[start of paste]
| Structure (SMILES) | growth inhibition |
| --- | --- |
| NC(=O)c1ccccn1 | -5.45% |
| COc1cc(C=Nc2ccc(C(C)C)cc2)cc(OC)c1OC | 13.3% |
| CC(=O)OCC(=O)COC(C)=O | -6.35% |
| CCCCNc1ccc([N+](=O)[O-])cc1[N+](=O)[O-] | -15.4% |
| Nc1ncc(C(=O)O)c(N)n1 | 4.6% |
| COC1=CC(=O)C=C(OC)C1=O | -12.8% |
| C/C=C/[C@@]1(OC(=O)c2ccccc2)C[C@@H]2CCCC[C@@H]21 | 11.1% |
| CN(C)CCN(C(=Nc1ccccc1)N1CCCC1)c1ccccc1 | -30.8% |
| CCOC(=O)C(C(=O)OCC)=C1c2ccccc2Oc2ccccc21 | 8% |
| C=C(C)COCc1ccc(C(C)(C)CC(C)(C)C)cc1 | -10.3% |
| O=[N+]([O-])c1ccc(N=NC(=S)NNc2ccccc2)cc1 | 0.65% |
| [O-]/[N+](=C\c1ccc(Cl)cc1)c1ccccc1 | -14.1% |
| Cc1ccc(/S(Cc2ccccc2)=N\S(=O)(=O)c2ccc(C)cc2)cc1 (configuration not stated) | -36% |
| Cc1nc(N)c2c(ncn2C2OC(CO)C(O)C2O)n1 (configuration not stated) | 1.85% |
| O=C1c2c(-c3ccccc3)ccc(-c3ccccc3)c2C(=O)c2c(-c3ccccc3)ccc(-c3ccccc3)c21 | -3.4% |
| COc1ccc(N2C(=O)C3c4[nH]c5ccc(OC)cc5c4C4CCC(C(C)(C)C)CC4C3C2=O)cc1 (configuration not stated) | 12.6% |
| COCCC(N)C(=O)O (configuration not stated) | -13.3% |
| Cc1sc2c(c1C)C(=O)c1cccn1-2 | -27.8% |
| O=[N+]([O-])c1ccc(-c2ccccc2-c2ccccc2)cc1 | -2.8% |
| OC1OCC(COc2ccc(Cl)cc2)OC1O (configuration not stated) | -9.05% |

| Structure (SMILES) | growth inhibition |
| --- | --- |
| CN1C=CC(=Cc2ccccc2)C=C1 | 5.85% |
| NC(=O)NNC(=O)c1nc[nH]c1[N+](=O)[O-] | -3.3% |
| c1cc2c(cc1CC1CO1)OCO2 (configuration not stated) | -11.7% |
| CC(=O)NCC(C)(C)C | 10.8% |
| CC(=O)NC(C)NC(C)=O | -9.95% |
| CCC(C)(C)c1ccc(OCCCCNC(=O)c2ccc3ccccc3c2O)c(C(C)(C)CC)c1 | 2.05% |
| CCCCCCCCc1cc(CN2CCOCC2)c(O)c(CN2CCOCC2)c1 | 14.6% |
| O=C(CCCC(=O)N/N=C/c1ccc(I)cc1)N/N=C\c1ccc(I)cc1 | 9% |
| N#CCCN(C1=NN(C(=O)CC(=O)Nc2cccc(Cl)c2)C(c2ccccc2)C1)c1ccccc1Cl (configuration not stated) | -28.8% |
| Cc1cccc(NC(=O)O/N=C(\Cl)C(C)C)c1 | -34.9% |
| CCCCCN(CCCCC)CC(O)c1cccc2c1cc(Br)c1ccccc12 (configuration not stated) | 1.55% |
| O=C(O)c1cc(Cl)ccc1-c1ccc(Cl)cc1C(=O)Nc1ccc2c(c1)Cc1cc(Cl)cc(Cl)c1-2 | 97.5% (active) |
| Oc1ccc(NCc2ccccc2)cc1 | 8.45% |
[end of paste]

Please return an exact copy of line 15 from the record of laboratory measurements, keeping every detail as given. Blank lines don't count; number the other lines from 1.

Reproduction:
| Cc1ccc(/S(Cc2ccccc2)=N\S(=O)(=O)c2ccc(C)cc2)cc1 (configuration not stated) | -36% |